Tendring: World class cyclists heading to region for prestigious race
- Credit: Archant
World-class cyclists will descend on a north-east Essex town weeks before the county hosts the Tour de France when it stages a prestigious women’s race.
Alan Goggin, Tendring District Council’s (TDC) cabinet member for tourism, said Clacton-on-Sea will get a “major” tourism and business boost when staging the Women’s Tour cycle on May 9 next year.
It comes just weeks after it was announced the men’s Tour de France will enter Essex near Saffron Walden, taking in Chelmsford and Epping Forest before heading to London, on July 7.
Mr Goggin said he was confident the Women’s Tour cycle will attract elite women cyclists, including world and Olympic champions.
“The Tendring leg will be in our district just a few weeks before the Tour de France cuts through the west of the county,” he said.
“It will provide a major boost to tourism and businesses and it will showcase the district’s cycling credentials around the globe.
“The event is attracting a great deal of interest around the world and from media companies wanting to cover it.”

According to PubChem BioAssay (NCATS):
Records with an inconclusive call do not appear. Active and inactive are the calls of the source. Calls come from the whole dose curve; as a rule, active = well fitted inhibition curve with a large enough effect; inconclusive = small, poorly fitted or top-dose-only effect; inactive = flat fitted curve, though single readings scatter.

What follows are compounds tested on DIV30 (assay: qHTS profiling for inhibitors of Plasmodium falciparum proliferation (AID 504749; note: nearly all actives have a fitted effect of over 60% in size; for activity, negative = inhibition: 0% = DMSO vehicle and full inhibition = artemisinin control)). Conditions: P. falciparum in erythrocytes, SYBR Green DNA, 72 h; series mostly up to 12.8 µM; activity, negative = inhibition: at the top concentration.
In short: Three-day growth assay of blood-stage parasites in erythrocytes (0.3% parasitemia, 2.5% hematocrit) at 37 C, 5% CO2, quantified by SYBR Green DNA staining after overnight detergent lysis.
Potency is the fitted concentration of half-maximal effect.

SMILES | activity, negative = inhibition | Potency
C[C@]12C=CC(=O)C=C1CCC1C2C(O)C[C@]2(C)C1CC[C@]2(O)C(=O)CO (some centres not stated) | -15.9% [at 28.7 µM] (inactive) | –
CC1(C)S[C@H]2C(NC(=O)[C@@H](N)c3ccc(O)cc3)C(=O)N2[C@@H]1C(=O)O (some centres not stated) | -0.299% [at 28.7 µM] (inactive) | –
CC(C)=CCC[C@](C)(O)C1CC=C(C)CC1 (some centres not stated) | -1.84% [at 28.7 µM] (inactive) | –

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He added the fact that Clacton-on-Sea had been chosen by the organisers showed the council is capable of holding major events on a world stage.
TDC leader Peter Halliday said through “changing attitudes” the authority is “starting to come out head and shoulders above others”.
He added: “This race coming to Tendring is a real mark of just how far we have come in a very short time and we should be really proud of that.
“I recently received an email from an opposition councillor from the borders of Scotland asking how we are doing so much and yet still reducing council tax bills – that is how far what we are doing has spread.”
The Women’s Tour will take place over five stages between May 7 and 11, with the grand depart at Oundle in Northamptonshire.
Northampton, Hinckley and Bedford will all host the race over the opening two days, before it moves on into Essex.
Sarah Candy, TDC’s cabinet member for inward investment and growth, said the race will inspire youngsters.
“They will get on their bikes, get fit and be can-do children,” she said.